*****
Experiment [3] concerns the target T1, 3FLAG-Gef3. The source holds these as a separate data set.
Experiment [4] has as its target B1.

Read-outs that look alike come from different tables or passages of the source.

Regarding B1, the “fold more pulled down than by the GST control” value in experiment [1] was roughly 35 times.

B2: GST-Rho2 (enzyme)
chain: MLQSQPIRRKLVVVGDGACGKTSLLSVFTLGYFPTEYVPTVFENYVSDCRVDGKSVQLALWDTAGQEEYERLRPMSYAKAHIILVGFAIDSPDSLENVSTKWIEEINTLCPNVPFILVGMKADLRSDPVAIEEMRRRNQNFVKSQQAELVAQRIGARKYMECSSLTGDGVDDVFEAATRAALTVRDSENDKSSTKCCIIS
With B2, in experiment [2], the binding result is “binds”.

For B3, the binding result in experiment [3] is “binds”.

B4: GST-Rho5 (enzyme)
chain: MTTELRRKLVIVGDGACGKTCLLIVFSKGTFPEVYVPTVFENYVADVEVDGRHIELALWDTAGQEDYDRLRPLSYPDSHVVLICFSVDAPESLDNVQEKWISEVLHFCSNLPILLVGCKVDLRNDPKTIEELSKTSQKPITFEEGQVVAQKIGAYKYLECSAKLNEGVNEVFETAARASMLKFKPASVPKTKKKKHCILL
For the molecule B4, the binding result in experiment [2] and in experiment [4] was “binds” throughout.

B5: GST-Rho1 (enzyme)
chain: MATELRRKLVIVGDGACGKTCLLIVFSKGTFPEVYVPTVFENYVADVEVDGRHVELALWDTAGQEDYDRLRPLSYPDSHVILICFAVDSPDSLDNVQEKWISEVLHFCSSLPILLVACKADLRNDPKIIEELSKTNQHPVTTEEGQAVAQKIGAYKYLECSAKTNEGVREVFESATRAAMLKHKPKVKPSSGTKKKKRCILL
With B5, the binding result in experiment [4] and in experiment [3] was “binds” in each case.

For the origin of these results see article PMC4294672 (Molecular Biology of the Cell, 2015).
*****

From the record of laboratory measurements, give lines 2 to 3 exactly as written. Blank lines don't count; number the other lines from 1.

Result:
Experiment [4] has as its target B1.

Read-outs that look alike come from different tables or passages of the source.